In this context, the Russo-Chinese agreements of 2019 cementing the Comprehensive Strategic Partnership include the Arctic despite some signs of strain over that issue. Similarly, the 2022 bilateral declaration signed by Xi Jinping and Putin reflects a unity of purpose expressed in an ideological as well as geopolitical animus against the US and its values that could well carry over into military activity. Apart from winks and nods on both sides about ever closer ties, Russian writers have published articles advocating joint Russo-Chinese air and missile defense in the Arctic and allowing Russian ports to provide support for Chinese ballistic missile submarines (SSBN).6 And even though the Pentagon’s 2021 report on Chinese military power said virtually nothing about the Arctic, the revelations there about China’s nuclear programs, including weapons that will have an Arctic trajectory, cannot but give pause to policymakers and analysts alike. Given Chinese interest in placing submarines in the Arctic, the prospect that enhanced bilateral military co-operation could facilitate that outcome is deeply disquieting.


Indeed, even before the Ukraine war began in February 2022, Russia, according to Russian analysts, had to accommodate China’s Arctic ambitions due to its dependence — because of Western sanctions — on Chinese investment in the Arctic.7 Russia is helping China to build a missile-attack early-warning system. Thus, this entente or alliance, depending on the reader’s assessment, has already reached into the nuclear and space domains. Worse yet, Russian experts apparently anticipate more joint efforts in strategic missile defense, hypersonics, and nuclear-powered submarines and we can also expect Chinese arms sales to Russia, notably in fields like drones or shipbuilding.8 In this context, Artyom Lukin of the Far Eastern Federal University in Vladivostok warns:


A scenario in which China and Russia take co-ordinated military actions in the Pacific and European theaters — for example, China invades Taiwan while Russia launches a large-scale military operation in Europe no longer looks purely imaginary. Northeast Asia is currently the most suitable theater to operationalize an emerging military alliance of Moscow and Beijing. Russia and China have a direct presence in the region, where they maintain substantial military potentials that — if combined — can complement each other. And importantly, it is in the North Pacific where they both directly intersect with the USA. Some Russian analysts believe one of the next steps in the military collaboration could be forming a shared pool of support assets, such as AWACS aircraft and tanker aircraft, to assist Russian and Chinese forces operating in the Pacific. If the China-Russia military partnership continues its upward trend, it will inevitably affect the security order in the Western Pacific. Joint actions by Russia and China can challenge the system of US-centered alliances in East Asia and alter the strategic balance there. In future, China-Russia patrols and other combined military missions contesting the US military preponderance are also possible beyond East Asia, for example, in the Atlantic, Middle East, or even the Caribbean, especially as China grows its power projection capabilities and builds a network of overseas military bases, such as in Djibouti and Pakistan’s Gwadar.9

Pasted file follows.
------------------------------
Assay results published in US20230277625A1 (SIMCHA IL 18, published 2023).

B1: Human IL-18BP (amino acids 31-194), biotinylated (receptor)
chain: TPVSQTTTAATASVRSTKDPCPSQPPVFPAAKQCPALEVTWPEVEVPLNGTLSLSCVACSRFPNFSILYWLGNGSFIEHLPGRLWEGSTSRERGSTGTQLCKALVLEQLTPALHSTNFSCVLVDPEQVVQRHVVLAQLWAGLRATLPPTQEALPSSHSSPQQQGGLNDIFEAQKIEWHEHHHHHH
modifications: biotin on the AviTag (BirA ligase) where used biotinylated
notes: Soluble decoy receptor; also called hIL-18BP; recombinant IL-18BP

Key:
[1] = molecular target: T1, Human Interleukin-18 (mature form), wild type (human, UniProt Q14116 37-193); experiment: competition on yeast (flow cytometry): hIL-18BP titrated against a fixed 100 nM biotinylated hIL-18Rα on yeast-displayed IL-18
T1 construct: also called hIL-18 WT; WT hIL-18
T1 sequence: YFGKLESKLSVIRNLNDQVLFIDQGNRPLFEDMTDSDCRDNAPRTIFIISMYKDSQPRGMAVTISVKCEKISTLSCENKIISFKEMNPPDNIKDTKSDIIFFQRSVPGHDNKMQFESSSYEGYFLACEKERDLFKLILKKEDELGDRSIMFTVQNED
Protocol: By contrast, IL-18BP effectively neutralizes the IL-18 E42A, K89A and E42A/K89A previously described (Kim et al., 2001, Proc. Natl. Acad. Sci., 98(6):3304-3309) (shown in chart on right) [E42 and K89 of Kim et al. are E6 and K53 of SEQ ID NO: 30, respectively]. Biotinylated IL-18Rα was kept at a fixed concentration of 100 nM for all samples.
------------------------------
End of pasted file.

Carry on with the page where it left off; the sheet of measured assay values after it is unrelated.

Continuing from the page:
Finally, because this early-warning defense system includes a space-based echelon comprising satellites that can detect ballistic-missile launches in real time, this nuclear co-operation can also conceivably extend into space. Moreover, this enhances Chinese defense capabilities against a hypothetical disarming first strike from the US, opens up possibilities for integrating both states’ early warning systems, and thus increases the possible speed of their ability to intercept a potential missile attack. Obviously, further developments along this line could pose major problems for the US and its allies in the Arctic, Asia and Europe.


The Question of an Alliance